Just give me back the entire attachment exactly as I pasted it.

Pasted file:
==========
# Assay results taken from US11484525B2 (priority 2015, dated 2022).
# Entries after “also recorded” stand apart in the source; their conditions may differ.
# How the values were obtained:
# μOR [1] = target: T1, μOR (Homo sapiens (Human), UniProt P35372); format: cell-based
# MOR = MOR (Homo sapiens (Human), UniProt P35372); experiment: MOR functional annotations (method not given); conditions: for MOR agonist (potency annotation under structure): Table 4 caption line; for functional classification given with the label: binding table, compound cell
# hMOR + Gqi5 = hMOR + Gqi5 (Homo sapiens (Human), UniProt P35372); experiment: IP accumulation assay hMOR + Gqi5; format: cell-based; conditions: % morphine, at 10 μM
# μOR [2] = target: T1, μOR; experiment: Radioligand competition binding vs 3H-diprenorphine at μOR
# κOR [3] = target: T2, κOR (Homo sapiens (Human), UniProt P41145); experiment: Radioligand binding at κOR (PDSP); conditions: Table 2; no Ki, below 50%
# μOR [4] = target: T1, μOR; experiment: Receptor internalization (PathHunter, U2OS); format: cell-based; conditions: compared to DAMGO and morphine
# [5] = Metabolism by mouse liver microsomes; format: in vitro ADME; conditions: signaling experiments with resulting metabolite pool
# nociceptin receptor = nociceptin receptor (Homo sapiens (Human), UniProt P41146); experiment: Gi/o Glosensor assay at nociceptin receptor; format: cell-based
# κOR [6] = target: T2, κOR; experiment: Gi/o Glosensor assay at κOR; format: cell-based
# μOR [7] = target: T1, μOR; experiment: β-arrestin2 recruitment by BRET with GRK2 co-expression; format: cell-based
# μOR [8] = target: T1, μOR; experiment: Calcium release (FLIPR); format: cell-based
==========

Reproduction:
# Assay results taken from US11484525B2 (priority 2015, dated 2022).
# Entries after “also recorded” stand apart in the source; their conditions may differ.
# How the values were obtained:
# μOR [1] = target: T1, μOR (Homo sapiens (Human), UniProt P35372); format: cell-based
# MOR = MOR (Homo sapiens (Human), UniProt P35372); experiment: MOR functional annotations (method not given); conditions: for MOR agonist (potency annotation under structure): Table 4 caption line; for functional classification given with the label: binding table, compound cell
# hMOR + Gqi5 = hMOR + Gqi5 (Homo sapiens (Human), UniProt P35372); experiment: IP accumulation assay hMOR + Gqi5; format: cell-based; conditions: % morphine, at 10 μM
# μOR [2] = target: T1, μOR; experiment: Radioligand competition binding vs 3H-diprenorphine at μOR
# κOR [3] = target: T2, κOR (Homo sapiens (Human), UniProt P41145); experiment: Radioligand binding at κOR (PDSP); conditions: Table 2; no Ki, below 50%
# μOR [4] = target: T1, μOR; experiment: Receptor internalization (PathHunter, U2OS); format: cell-based; conditions: compared to DAMGO and morphine
# [5] = Metabolism by mouse liver microsomes; format: in vitro ADME; conditions: signaling experiments with resulting metabolite pool
# nociceptin receptor = nociceptin receptor (Homo sapiens (Human), UniProt P41146); experiment: Gi/o Glosensor assay at nociceptin receptor; format: cell-based
# κOR [6] = target: T2, κOR; experiment: Gi/o Glosensor assay at κOR; format: cell-based
# μOR [7] = target: T1, μOR; experiment: β-arrestin2 recruitment by BRET with GRK2 co-expression; format: cell-based
# μOR [8] = target: T1, μOR; experiment: Calcium release (FLIPR); format: cell-based